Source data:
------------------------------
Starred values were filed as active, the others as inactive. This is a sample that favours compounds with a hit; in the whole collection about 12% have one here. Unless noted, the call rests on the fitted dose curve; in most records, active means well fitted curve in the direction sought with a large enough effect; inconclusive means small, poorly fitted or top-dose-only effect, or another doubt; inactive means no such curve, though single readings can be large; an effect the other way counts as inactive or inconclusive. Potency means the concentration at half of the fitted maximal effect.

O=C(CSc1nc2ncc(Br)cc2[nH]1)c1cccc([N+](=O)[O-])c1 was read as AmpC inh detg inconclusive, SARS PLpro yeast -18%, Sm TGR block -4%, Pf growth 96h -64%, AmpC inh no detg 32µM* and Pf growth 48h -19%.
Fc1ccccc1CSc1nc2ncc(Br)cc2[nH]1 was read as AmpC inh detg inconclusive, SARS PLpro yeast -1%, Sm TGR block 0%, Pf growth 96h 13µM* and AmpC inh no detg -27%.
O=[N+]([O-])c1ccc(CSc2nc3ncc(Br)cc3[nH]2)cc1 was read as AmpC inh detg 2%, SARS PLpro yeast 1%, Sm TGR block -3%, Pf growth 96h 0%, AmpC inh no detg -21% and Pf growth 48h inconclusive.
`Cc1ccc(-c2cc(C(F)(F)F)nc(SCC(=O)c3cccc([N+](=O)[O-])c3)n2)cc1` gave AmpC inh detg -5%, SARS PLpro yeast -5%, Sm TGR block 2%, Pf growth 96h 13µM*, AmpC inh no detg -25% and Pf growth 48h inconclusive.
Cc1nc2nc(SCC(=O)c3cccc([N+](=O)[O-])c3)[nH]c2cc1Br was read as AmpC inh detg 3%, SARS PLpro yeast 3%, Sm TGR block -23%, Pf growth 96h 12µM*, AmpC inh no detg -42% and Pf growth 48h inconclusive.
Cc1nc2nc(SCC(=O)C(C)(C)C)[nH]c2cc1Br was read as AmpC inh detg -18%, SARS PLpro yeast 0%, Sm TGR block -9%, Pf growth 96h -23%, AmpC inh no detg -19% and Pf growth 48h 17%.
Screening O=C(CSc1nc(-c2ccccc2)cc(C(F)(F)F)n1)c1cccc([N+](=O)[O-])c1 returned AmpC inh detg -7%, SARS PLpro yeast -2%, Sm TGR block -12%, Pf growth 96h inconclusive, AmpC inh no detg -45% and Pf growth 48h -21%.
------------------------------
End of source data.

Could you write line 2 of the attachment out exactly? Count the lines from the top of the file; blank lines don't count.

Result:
O=C(CSc1nc2ncc(Br)cc2[nH]1)c1cccc([N+](=O)[O-])c1 was read as AmpC inh detg inconclusive, SARS PLpro yeast -18%, Sm TGR block -4%, Pf growth 96h -64%, AmpC inh no detg 32µM* and Pf growth 48h -19%.